The German Spring Offensives, 1918 – Inflicting Brutal Damage On The Allies

German A7V tank in Roye, Somme, 26 March 1918. Bundesarchiv - CC BY-SA 3.0 de

In the spring of 1918, the Germans went on the attack. Over the course of five offensives, they turned the static warfare that had endured for most of the First World War into a mobile and changeable war. They came as close to victory as they had at any point.

The Offensives

The shift in German strategy occurred through a mixture of opportunity and necessity.

On the one hand, the Russian Revolution had ended fighting on the Eastern Front. Thousands of German soldiers were able to join their colleagues on the Western Front increasing their numbers from 150 divisions to 192.

On the other hand, the Americans had entered the war. The longer the Germans waited to attack, the more troops the Americans could raise and equip with their vast resources.

A knock-out blow was needed while Germany had an advantage. These offensives would be fought using two new tactics.

One was set out by Captain Herman Geyer in his book Der Angriff im StellungskriegThe Attack in Positional Warfare. Small, specialist units would punch through weak areas in the enemy lines using light machine guns and grenades. They would keep moving forward rather than remain to take down strong points, leaving these for follow-up troops.

Operation Michael: British troops in retreat, March 1918
Operation Michael: British troops in retreat, March 1918

Before the attack, the way would be prepared by Colonel Georg Bruchmüller’s tactic of the “fire-waltz.” It combined suppressing fire against enemy artillery with a front-line bombardment that mixed high explosive, smoke, tear gas, and poison gas shells.

Operation Michael

The first advance, Operation Michael, began on March 21, 1918.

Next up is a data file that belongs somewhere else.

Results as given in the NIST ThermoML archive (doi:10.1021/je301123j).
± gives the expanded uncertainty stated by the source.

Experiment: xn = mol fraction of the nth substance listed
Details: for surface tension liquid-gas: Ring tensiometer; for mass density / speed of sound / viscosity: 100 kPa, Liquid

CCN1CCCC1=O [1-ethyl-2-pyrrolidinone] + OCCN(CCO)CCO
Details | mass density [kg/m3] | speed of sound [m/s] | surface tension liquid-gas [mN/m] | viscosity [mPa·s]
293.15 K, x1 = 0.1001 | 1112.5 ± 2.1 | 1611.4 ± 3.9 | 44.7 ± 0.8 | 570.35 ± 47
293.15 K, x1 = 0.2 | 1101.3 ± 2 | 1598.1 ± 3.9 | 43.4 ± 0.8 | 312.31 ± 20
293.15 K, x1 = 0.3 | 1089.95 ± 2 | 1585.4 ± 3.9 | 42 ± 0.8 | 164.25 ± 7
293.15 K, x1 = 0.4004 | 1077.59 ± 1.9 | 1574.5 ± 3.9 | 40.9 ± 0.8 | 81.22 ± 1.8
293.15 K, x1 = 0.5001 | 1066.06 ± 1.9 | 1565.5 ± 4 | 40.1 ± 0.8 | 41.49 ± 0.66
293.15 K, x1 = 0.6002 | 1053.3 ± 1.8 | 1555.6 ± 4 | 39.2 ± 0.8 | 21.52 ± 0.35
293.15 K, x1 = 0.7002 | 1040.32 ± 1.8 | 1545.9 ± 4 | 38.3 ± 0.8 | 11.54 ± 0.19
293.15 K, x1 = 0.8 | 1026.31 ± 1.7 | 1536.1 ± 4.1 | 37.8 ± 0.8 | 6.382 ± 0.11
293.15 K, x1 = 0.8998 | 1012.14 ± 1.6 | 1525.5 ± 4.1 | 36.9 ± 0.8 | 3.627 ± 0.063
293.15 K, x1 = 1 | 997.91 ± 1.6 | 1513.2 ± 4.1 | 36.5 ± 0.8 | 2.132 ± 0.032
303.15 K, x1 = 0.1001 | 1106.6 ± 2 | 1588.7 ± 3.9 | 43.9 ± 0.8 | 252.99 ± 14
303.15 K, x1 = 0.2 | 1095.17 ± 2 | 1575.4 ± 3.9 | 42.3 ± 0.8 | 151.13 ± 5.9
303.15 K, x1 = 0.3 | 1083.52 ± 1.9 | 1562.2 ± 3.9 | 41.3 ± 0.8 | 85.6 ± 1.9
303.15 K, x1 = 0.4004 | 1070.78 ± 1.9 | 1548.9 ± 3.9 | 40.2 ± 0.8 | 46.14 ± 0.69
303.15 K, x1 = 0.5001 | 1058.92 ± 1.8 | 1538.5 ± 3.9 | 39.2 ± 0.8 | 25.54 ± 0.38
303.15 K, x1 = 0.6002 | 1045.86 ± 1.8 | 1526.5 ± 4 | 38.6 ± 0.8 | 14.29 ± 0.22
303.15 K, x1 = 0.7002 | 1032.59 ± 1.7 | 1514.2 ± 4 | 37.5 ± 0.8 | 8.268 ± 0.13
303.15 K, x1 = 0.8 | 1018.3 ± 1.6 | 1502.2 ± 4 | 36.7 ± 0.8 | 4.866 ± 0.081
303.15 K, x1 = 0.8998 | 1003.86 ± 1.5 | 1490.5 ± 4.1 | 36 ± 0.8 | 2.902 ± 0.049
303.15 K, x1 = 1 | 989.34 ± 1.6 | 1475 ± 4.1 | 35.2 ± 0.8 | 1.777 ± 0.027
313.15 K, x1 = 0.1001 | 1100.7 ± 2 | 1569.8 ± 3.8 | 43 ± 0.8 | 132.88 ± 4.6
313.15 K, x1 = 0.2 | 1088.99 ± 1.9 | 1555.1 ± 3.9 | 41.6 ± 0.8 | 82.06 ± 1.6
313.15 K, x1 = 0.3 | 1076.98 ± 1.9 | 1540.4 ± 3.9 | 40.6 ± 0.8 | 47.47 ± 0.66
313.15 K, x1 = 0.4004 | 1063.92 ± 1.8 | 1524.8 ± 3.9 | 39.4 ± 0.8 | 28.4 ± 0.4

From 0440, the fire-waltz pounded 43 miles of British lines – such a vast stretch the Allies were left uncertain where the assault would occur. German troops, led by elite Stormtroopers, advanced behind a creeping barrage. By 1110, the British line had collapsed.

By the end of the first day, the Germans had made significant advances. They had incurred 40,000 casualties; the British 38,500.

German supply column moving up near Étricourt-Manancourt, 24 March. Bundesarchiv – CC BY-SA 3.0 de
German supply column moving up near Étricourt-Manancourt, 24 March. Bundesarchiv – CC BY-SA 3.0 de

The next few days saw aggressive advances, as the Germans tried to split the British and French armies apart. However, the Allied retreat prevented them from achieving their aim. The territory they took had been devastated by the war, and nothing of strategic value could be accomplished east of Amiens, so they pushed toward that city.

Over the next month, the Germans pressed on, but they were losing impetus. The nature of their tactics meant they were losing many of the Stormtroopers, their best troops.

April 24 saw the first tank versus tank battle in history, at Villers-VBrettoneux near Amiens. After the tank battle, Australian troops led a counter-attack on the village for the second time in a month, holding the Germans back from Amiens.

Both sides had suffered an enormous loss of men and materials by the time the operation ended.

Operation Georgette

Meanwhile, on April 9, Operation Georgette began. It was an advance through Flanders trying to reach Dunkirk and the Channel ports. Again, the British were forced to retreat. On April 11, General Haig appealed to his men, saying:

“The safety of our Homes and the Freedom of mankind alike depend upon the conduct of each one of us at this critical moment.”

As so often in the war, the ridges around Ypres became the site of fierce fighting. Passchendaele, which the Allies had spent so much blood to take, was evacuated on April 15.

As the British fell back, the French moved up, bearing the brunt of the fighting in the second half of April. By the end of the month, each side had lost over 100,000 men. The Germans had advanced, but the Allied line still held.